On March 21st, over 250 people packed a conference room and spilled into the hallway of Santa Clara’s Hilton Hotel in order to learn about medical tourism in Taiwan. With one of the best healthcare systems in the world, Taiwan is actively touting its medical services overseas as a way of offsetting the island’s sluggish economy.
A group representing 14 private examination centers and medical products decided to target the four million overseas Chinese and test the US market. Among the facilities represented were the well-known Taipei Veterans General Hospital, Cheng Hsin Rehabilitation Medical Center, Kaohsiung Medical University Hospital, and the Buddhist Dalin Tzu Chi General Hospital.
Organized by Taiwan’s Ministry of Economic Affairs (MOEA) and the Taiwan Trade Center in San Francisco, the event was designed to promote the island’s quality healthcare system emphasizing the island’s state-of-the-art facilities and equipment, well-trained professionals and affordable prices. In addition to exceptional care, medical visitors can also enjoy Taiwan’s sights, and visit friends and family at the same time.
National Health Insurance
At the event, Dr. John Y. Jean, the CEO of Taipei Medical University Healthcare Group, spoke about Taiwan’s universal healthcare system, known as National Health Insurance (NHI). He said Taiwan’s healthcare system is recognized as the second best in the world after Switzerland.
NHI offers equal access, freedom to choose any doctor and no waiting time. John Reichard, CQ HealthBeat News Editor, wrote a detailed report entitled “Taiwan: Surprising Lessons from a Small Island” in last June’s CQ Politics () praising Taiwan’s NHI system.
Taiwan’s NHI is a single-payer system, meaning only the government has the authority to handle payments. The single-payer approach is the key to keeping the costs generally affordable. The funds left over by healthy people with low medical costs can be used to pay for care of the sick.
Adopted in 1995, NHI offers universal coverage to over 22.6 million people. Before NHI, about 60 percent of the population had health insurance coverage and health costs were growing at double-digit rates. Now 99 percent of the population is covered and health costs are rising at around 5 percent annually.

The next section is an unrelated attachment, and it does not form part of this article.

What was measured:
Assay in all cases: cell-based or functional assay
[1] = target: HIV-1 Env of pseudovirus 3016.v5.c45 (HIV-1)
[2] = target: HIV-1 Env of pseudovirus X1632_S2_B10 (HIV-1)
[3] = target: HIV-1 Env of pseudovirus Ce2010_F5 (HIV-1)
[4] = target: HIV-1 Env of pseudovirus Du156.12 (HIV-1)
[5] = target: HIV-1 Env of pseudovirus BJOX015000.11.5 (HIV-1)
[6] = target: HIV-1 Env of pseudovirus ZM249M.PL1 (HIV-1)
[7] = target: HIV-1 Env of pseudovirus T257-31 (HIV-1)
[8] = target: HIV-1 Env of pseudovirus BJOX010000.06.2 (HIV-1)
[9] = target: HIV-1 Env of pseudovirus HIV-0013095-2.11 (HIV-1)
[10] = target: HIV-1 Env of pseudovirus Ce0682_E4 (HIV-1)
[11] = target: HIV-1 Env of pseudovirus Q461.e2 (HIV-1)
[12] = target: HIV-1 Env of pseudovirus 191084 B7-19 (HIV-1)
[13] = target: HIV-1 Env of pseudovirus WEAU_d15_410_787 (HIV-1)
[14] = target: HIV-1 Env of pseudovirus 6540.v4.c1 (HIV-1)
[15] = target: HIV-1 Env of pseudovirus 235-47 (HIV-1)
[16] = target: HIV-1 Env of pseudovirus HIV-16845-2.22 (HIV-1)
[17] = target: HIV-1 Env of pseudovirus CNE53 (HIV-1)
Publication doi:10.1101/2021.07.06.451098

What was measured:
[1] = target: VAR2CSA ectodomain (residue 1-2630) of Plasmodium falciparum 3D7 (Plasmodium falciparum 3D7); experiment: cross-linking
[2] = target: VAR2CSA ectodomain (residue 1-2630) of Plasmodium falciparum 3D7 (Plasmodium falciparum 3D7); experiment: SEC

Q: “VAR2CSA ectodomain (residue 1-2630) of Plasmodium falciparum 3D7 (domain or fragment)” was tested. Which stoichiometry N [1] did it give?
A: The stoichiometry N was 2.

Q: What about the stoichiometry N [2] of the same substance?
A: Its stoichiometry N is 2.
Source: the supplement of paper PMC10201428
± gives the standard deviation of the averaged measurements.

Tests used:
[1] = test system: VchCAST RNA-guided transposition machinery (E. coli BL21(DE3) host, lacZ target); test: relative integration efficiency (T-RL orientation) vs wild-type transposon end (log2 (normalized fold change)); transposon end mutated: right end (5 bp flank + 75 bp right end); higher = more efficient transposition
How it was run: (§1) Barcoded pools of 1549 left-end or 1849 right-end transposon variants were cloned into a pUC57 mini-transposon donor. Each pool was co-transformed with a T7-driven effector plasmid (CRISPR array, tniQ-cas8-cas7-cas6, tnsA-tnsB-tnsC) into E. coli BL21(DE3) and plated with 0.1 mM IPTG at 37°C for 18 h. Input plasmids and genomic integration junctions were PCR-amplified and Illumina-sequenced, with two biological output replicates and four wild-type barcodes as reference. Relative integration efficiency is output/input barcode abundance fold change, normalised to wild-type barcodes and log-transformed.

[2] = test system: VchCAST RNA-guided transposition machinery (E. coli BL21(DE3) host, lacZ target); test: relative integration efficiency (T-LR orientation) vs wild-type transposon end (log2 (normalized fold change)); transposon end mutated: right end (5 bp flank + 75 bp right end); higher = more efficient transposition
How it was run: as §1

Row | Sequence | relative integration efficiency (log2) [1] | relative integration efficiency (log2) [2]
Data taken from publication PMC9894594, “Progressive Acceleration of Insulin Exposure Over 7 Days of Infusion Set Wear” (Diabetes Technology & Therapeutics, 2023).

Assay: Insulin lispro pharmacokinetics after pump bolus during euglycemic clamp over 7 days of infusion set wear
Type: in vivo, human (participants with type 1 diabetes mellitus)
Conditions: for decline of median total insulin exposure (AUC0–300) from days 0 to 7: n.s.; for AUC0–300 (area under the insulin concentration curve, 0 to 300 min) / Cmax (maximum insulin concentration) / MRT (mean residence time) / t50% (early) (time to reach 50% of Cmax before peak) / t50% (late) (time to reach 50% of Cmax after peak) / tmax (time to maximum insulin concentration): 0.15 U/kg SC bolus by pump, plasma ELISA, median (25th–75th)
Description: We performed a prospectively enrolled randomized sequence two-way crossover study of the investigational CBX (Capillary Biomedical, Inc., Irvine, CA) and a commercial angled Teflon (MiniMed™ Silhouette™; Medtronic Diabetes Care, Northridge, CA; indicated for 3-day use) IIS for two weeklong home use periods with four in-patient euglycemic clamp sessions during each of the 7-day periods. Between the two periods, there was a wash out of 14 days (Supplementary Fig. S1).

In order to standardize quality care, Taiwan began its hospital accreditation program in 1978. After studying several American hospital accreditation systems, Taiwan’s Joint Commission on Hospital Accreditation (TJCHA) was formed in 1999. Dr. Jean, with 20 years of medical experience in Taiwan and America, said the system is a headache for each member hospital, but it is instrumental towards maintaining the high quality of hospital services on the island.
Another reason for Taiwan’s healthcare success can be attributed to the widespread provision of high-tech equipment in hospitals: 321 computer tomography (CT) scanners, 115 magnetic resonance imaging (MRI) scanners, 33 positron emission tomography (PET) scanners, and even some spiral MRI, which is very scarce globally.
Quality, affordable healthcare with minor hiccups
The advantage enjoyed by Taiwan’s people is affordable healthcare. As an example, the cost of a liver transplant in Taiwan is one-fifth to one-sixth of the same procedure in the US or UK. The cost of performing a coronary artery bypass graft (CABG) is about one-fifth of the cost in the US. The average cost of a of hip replacement in Taiwan is 17 percent of that charged in the US and 20 percent of that in the UK, 39 percent of that in Singapore and 50 percent of that in Thailand.
Taiwan is also a great destination for cosmetic surgery. The price of various plastic surgery procedures, including rhinoplasty, liposuction, and breast implants, is about one-third less than in the US. Dental implants, excimer laser surgery, and in-vitro fertilization (IVF) are 50 to 80 percent less costly than in the US.